History
Original Manuscript: January 4, 2013
Revised Manuscript: February 5, 2013
Manuscript Accepted: February 18, 2013
Published: February 25, 2013

Citation
Ge Zhu, Bing-yan Wei, Liang-yu Shi, Xiao-wen Lin, Wei Hu, Zhang-di Huang, and Yan-qing Lu, "A fast response variable optical attenuator based on blue phase liquid crystal," Opt. Express 21, 5332-5337 (2013)
http://www.opticsinfobase.org/oe/abstract.cfm?URI=oe-21-5-5332


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References

  1. H. Kikuchi, M. Yokota, Y. Hisakado, H. Yang, and T. Kajiyama, “Polymer-stabilized liquid crystal blue phases,” Nat. Mater.1(1), 64–68 (2002). [CrossRef] [PubMed]
  2. Z. Ge, S. Gauza, M. Jiao, H. Xianyu, and S. T. Wu, “Electro-optics of polymer-stabilized blue phase liquid crystal displays,” Appl. Phys. Lett.94(10), 101104 (2009). [CrossRef]
  3. L. Rao, J. Yan, and S. T. Wu, “Prospects of emerging polymer-stabilized blue-phase liquid crystal displays,” J. Soc. Inf. Disp.18(11), 954–959 (2010). [CrossRef]
  4. J. S. Patel and M. W. Maeda, “Tunable polarization diversity liquid-crystal wavelength filter,” IEEE Photon. Technol. Lett.3(8), 739–740 (1991). [CrossRef]
  5. Y. H. Fan, H. Ren, and S. T. Wu, “Electrically controlled lens and prism using nanoscale polymer-dispersed and polymer-networked liquid crystals,” Proc. SPIE5289, 63–73 (2004). [CrossRef]
  6. J. L. West, G. Q. Zhang, A. Glushchenko, and Y. Reznikov, “Fast birefringent mode stressed liquid crystal,” Appl. Phys. Lett.86(3), 031111 (2005). [CrossRef]
  7. S. Jutamulia, G. M. Storti, W. M. Seiderman, J. Lindmayer, and D. A. Gregory, “Infrared signal processing using a liquid crystal television,” Opt. Eng.30(2), 178–182 (1991). [CrossRef]
  8. X. J. Wang, Z. D. Huang, J. Feng, X. F. Chen, X. Liang, and Y. Q. Lu, “Liquid crystal modulator with ultra-wide dynamic range and adjustable driving voltage,” Opt. Express16(17), 13168–13174 (2008). [CrossRef] [PubMed]
  9. X. W. Lin, W. Hu, X. K. Hu, X. Liang, Y. Chen, H. Q. Cui, G. Zhu, J. N. Li, V. Chigrinov, and Y. Q. Lu, “Fast response dual-frequency liquid crystal switch with photo-patterned alignments,” Opt. Lett.37(17), 3627–3629 (2012). [CrossRef] [PubMed]
  10. Y. H. Lin, H. S. Chen, H. C. Lin, Y. S. Tsou, H. K. Hsu, and W. Y. Li, “Polarizer-free and fast response microlens arrays using polymer-stablized blue phase liquid crystals,” Appl. Phys. Lett.96(11), 113505 (2010). [CrossRef]
  11. H.-Y. Liu, C.-T. Wang, C.-Y. Hsu, T.-H. Lin, and J.-H. Liu, “Optically tuneable blue phase photonic bandgaps,” Appl. Phys. Lett.96(12), 121103 (2010). [CrossRef]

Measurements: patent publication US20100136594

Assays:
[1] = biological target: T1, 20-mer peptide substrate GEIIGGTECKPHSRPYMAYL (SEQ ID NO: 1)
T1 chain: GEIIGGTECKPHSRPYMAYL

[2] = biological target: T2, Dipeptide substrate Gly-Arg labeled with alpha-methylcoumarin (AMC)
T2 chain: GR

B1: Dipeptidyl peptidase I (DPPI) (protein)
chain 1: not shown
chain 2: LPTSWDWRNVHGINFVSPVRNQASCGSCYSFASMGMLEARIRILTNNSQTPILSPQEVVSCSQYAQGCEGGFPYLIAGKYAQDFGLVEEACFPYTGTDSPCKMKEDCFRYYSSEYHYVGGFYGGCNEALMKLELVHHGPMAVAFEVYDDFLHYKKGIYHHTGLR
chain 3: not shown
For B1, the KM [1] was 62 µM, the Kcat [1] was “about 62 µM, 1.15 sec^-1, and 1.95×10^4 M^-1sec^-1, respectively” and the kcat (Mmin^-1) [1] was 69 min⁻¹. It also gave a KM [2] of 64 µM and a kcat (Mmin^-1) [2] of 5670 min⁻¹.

12. Y. Li and S. T. Wu, “Polarization independent adaptive microlens with a blue-phase liquid crystal,” Opt. Express19(9), 8045–8050 (2011). [CrossRef] [PubMed]
  13. C. T. Wang and T. H. Lin, “Bistable reflective polarizer-free optical switch based on dye-doped cholesteric liquid crystal Invited,” Opt. Mater. Express1(8), 1457–1462 (2011). [CrossRef]
  14. Y. H. Lin, H. S. Chen, T. H. Chiang, C. H. Wu, and H. K. Hsu, “A reflective polarizer-free electro-optical switch using dye-doped polymer-stabilized blue phase liquid crystals,” Opt. Express19(3), 2556–2561 (2011). [CrossRef] [PubMed]
  15. Y. H. Chen, C. T. Wang, C. P. Yu, and T. H. Lin, “Polarization independent Fabry-Perot filter based on polymer-stabilized blue phase liquid crystals with fast response time,” Opt. Express19(25), 25441–25446 (2011). [CrossRef] [PubMed]
  16. J. Yan, Y. Li, and S. T. Wu, “High-efficiency and fast-response tunable phase grating using a blue phase liquid crystal,” Opt. Lett.36(8), 1404–1406 (2011). [CrossRef] [PubMed]
  17. G. Zhu, J. N. Li, X. W. Lin, H. F. Wang, W. Hu, Z. G. Zheng, H. Q. Cui, D. Shen, and Y. Q. Lu, “Polarization-independent blue-phase liquid-crystal gratings driven by vertical electric field,” J. Soc. Inf. Disp.20(6), 341–346 (2012). [CrossRef]
  18. C. W. Chen, H. C. Jau, C. T. Wang, C. H. Lee, I. C. Khoo, and T. H. Lin, “Random lasing in blue phase liquid crystals,” Opt. Express20(21), 23978–23984 (2012). [CrossRef] [PubMed]
  19. Y. H. Wu, Y. H. Lin, Y. Q. Lu, H. W. Ren, Y. H. Fan, J. R. Wu, and S. T. Wu, “Submillisecond response variable optical attenuator based on sheared polymer network liquid crystal,” Opt. Express12(25), 6382–6389 (2004). [CrossRef] [PubMed]
  20. Y. Q. Lu, F. Du, Y. H. Lin, and S. T. Wu, “Variable optical attenuator based on polymer stabilized twisted nematic liquid crystal,” Opt. Express12(7), 1221–1227 (2004). [CrossRef] [PubMed]
  21. F. Du, Y. Q. Lu, H. W. Ren, S. Gauza, and S. T. Wu, “Polymer-stabilized cholesteric liquid crystal for polarization-independent variable optical attenuator,” Jpn. J. Appl. Phys.43(10), 7083–7086 (2004). [CrossRef]
  22. K. Y. Wu, J. Y. Liu, and Y. C. Chen, “Optical attenuator using polarization modulation and a feedback controller,” U.S. patent 5,963,291 (October 5, 1999).
  23. E. E. Bergmann, “Optical attenuator with combined polarization functions,” U.S. patent 5,771,120 (June 23, 1998)
  24. J. Yan and S. T. Wu, “Polymer-stabilized blue phase liquid crystals: a tutorial,” Opt. Mater. Express1(8), 1527–1535 (2011). [CrossRef]
  25. J. Yan, M. Jiao, L. Rao, and S. T. Wu, “Direct measurement of electric-field-induced birefringence in a polymer-stabilized blue-phase liquid crystal composite,” Opt. Express18(11), 11450–11455 (2010). [CrossRef] [PubMed]
  26. P. R. Gerber, “Electro-optical effects of a small-pitch blue-phase system,” Mol. Cryst. Liq. Cryst.116(3-4), 197–206 (1985). [CrossRef]
  27. L. H. Rao, Z. B. Ge, S. Gauza, K. M. Chen, and S. T. Wu, “Emerging Liquid Crystal Displays Based on the Kerr Effect,” Mol. Cryst. Liq. Cryst.527(1), 30–42 (2010). [CrossRef]
  28. Y. Chen, J. Yan, J. Sun, S. T. Wu, X. Liang, S. H. Liu, P. J. Hsieh, K. L. Cheng, and J. W. Shiu, “A microsecond-response polymer-stabilized blue phase liquid crystal,” Appl. Phys. Lett.99(20), 201105 (2011). [CrossRef]